This post is really long and all on the first page because I am passionate about Kihachi, and I wouldn't want anyone to miss out on the whole experience.
*definitions can be found at the end of the post*
There is something to be said for simple and perfect ingredients - and I just did - they're simple, and perfect. Chef/owner Ryuji Kimura (nicknamed Mike, but it's hard to imagine it's because his Japanese friends think he's so American) is so passionate about the freshest and most perfect ingredients that he's been known to call his favorite clientele to let them know when he's received something of particular interest.
Although a friend of mine is on that list, and it's usually recommended that you throw a name around or go in with another person "in the know," Husband and I decided to venture to Kihachi alone, with no introduction to the chef.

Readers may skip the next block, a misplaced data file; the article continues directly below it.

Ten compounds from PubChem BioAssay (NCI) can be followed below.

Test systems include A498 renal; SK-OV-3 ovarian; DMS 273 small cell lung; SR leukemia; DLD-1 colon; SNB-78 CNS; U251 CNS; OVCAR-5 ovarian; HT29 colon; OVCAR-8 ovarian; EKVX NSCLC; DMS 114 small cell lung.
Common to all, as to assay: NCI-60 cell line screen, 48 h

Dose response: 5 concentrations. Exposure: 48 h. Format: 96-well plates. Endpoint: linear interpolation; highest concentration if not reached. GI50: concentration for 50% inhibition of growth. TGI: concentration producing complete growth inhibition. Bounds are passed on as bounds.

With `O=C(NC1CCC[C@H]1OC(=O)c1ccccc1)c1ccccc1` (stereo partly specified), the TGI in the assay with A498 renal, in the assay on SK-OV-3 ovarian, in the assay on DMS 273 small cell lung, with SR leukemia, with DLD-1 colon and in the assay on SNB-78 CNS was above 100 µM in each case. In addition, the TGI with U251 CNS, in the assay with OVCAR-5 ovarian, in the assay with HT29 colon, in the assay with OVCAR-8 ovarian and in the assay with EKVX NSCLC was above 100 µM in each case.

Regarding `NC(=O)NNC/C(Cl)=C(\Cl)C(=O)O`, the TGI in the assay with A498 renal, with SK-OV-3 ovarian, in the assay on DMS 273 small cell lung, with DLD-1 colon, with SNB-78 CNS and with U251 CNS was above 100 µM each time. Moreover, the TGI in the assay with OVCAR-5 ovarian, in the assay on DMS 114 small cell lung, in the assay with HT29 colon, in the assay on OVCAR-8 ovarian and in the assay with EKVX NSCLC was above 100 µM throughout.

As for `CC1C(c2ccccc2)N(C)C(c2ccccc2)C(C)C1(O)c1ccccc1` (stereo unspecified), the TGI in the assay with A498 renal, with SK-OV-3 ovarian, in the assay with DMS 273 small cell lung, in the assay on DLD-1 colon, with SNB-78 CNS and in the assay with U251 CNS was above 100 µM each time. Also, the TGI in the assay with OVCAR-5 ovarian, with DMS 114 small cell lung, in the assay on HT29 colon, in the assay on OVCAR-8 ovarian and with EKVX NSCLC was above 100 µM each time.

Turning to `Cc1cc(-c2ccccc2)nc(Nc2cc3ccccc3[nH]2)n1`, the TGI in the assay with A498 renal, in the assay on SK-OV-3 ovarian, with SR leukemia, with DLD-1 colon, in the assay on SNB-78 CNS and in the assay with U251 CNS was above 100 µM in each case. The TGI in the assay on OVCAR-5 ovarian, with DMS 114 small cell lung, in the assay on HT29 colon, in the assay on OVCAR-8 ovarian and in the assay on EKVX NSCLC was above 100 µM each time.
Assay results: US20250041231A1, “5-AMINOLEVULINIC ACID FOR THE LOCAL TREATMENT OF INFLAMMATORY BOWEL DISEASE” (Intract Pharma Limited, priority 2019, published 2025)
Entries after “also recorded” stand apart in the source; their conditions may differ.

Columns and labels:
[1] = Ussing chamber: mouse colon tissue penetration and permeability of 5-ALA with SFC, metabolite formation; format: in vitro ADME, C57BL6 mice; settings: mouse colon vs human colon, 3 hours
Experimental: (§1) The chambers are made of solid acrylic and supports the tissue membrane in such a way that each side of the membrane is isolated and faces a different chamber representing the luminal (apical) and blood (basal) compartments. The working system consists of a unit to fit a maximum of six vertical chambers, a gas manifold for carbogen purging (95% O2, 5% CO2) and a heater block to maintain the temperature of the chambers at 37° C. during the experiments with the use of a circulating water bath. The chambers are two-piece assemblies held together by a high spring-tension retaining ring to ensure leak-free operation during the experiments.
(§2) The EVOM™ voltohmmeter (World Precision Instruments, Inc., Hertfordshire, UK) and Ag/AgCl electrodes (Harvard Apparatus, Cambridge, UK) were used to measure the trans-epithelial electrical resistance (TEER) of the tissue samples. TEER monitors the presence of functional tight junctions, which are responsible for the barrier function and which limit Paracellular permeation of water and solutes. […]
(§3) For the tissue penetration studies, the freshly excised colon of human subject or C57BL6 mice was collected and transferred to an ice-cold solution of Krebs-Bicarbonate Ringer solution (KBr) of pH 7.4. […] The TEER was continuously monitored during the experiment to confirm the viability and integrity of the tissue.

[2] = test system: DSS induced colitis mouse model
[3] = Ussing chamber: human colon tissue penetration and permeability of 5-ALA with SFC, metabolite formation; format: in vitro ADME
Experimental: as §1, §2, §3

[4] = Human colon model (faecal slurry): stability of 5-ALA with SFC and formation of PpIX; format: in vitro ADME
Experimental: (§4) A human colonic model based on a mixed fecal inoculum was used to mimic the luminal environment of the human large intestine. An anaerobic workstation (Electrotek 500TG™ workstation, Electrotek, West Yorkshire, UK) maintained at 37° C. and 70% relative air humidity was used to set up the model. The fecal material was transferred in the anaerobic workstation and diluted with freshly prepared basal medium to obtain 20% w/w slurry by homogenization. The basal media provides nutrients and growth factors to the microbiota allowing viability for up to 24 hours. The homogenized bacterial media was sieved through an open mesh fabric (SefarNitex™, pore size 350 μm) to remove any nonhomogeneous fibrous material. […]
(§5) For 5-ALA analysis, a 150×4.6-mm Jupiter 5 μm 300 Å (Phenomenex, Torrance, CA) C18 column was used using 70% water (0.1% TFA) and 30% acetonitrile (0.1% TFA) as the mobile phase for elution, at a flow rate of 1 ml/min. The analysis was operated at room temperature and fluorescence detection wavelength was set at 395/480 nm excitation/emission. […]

Kihachi, located in an unassuming strip mall in Dublin, caters to a primarily Japanese crowd. A primarily Japanese male businessmen, non-English speaking crowd. On our first visit, Husband and I asked to sit at the counter and were greeted rather skeptically (I felt). The server was nice enough to translate the Japanese-only menu of daily specials, and we ordered a nice little array of small dishes, and a bowl of the most delicious duck soba* we had ever had. That's kind of misleading, as I'd never had duck soba before that day, but consider myself somewhat of a noodle expert (and I mean that strictly in the "I eat 5 packages of real Asian ramen a week and have the occasional tempura udon in an airport" kind of way).